BEEP. BEEEEEEP. BEEP. BEEP.
Everyone’s phones buzzed as the weather alert interrupted our dinner on the screened porch.
“‘Alert, Derecho threat increasing rapidly,'” my husband read on his phone screen after silencing the sound. He looked up. “Derecho? That is not good.”
This was more serious than I thought. I had heard we’d be getting a storm with some rain. A derecho meant potentially crazy weather was coming. Possibly a tornado.
I stood up from the table.
“Everyone is excused. We need to get ready.” We hustled our dinner dishes into the kitchen. My daughter let the dog help with the cleanup.
We heard the wind dancing through the newly leafy maple trees, the tall red oaks, and the Leland cypresses in our yard.
“Let’s put the cars in,” my husband turned from the kitchen sink and we scurried outside. We parked the cars in the garage, returned to the kitchen, closing the storm behind us.
“Kids!” My husband called.
He turned left and I turned right.
“Aaah!” I yelped, almost colliding with my daughter. She was walking, swinging a heavy, black Maglite flashlight side to side around our family room. Where the overhead lights were on.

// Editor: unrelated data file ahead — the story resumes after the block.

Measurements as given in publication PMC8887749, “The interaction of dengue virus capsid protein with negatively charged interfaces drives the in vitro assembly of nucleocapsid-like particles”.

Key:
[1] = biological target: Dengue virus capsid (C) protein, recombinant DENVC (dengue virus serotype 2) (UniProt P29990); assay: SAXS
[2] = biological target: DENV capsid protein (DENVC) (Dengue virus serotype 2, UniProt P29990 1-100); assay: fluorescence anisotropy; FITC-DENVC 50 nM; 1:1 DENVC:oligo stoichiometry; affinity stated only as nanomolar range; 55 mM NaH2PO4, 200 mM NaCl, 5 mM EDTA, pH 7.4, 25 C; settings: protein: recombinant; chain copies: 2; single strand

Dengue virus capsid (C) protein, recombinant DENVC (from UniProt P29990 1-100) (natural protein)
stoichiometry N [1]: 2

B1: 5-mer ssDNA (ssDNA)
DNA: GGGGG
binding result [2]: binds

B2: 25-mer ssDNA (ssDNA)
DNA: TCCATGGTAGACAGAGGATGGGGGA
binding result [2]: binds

“I see you already got a flashlight.” I enjoyed pointing out the obvious. “But why is it on? Like, right now?”
“I’m just getting ready for the power to go out,” she stated matter-of-factly, shining the light into my eyes.
“Come on, we have to move all the porch furniture to the middle of the porch,” and so continued our storm preparation.
We shoved the porch furniture into a cluster in the middle of the porch. Threw pillows and blankets inside. Unplugged computers. Our son became an expert in pulling window screens inside. Screens from one side of the house were already soaked, as the rain had started during our prep.
When we had finished everything, we had a few quiet moments. Kids resumed homework on laptops inside. Husband returned to home office. I had plenty to do, but I wandered back out onto the screen porch with a blanket.
The rain smelled cool and fresh as it blew through the porch. Out there, I am outside, yet not quite. In the rain, yet out of the rain. Enjoying the spring weather, yet safe from wasps.
Just beyond the reach of the rain droplets’ spatter, I stretched out on the couch.
From my snuggly spot, I watched the trees bending in the storm. They looked more like flower stems than 75-foot tree trunks. I saw the wind blow the leaves up, down, sideways. The day faded through twilight into darkness under the stormy clouds. The weather was coming, but I felt safe. Before I knew it the storm had lulled me to sleep.
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